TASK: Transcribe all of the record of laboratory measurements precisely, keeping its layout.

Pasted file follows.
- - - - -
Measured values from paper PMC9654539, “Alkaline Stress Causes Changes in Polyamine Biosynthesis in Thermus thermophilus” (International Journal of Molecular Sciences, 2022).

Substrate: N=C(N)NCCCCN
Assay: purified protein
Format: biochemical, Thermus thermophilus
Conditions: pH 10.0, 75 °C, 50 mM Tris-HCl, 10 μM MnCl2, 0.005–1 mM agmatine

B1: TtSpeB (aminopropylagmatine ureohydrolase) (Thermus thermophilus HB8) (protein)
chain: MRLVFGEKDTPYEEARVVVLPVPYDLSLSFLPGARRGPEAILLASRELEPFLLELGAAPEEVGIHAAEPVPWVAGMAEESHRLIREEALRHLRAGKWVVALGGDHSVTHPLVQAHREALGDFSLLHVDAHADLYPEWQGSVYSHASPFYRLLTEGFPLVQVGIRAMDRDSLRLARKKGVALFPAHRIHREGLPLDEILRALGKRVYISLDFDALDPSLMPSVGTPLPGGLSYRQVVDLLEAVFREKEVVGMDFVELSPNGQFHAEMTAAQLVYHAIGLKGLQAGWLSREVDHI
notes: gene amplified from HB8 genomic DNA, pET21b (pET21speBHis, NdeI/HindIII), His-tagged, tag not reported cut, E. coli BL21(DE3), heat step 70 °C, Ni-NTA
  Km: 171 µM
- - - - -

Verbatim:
Measured values from paper PMC9654539, “Alkaline Stress Causes Changes in Polyamine Biosynthesis in Thermus thermophilus” (International Journal of Molecular Sciences, 2022).

Substrate: N=C(N)NCCCCN
Assay: purified protein
Format: biochemical, Thermus thermophilus
Conditions: pH 10.0, 75 °C, 50 mM Tris-HCl, 10 μM MnCl2, 0.005–1 mM agmatine

B1: TtSpeB (aminopropylagmatine ureohydrolase) (Thermus thermophilus HB8) (protein)
chain: MRLVFGEKDTPYEEARVVVLPVPYDLSLSFLPGARRGPEAILLASRELEPFLLELGAAPEEVGIHAAEPVPWVAGMAEESHRLIREEALRHLRAGKWVVALGGDHSVTHPLVQAHREALGDFSLLHVDAHADLYPEWQGSVYSHASPFYRLLTEGFPLVQVGIRAMDRDSLRLARKKGVALFPAHRIHREGLPLDEILRALGKRVYISLDFDALDPSLMPSVGTPLPGGLSYRQVVDLLEAVFREKEVVGMDFVELSPNGQFHAEMTAAQLVYHAIGLKGLQAGWLSREVDHI
notes: gene amplified from HB8 genomic DNA, pET21b (pET21speBHis, NdeI/HindIII), His-tagged, tag not reported cut, E. coli BL21(DE3), heat step 70 °C, Ni-NTA
  Km: 171 µM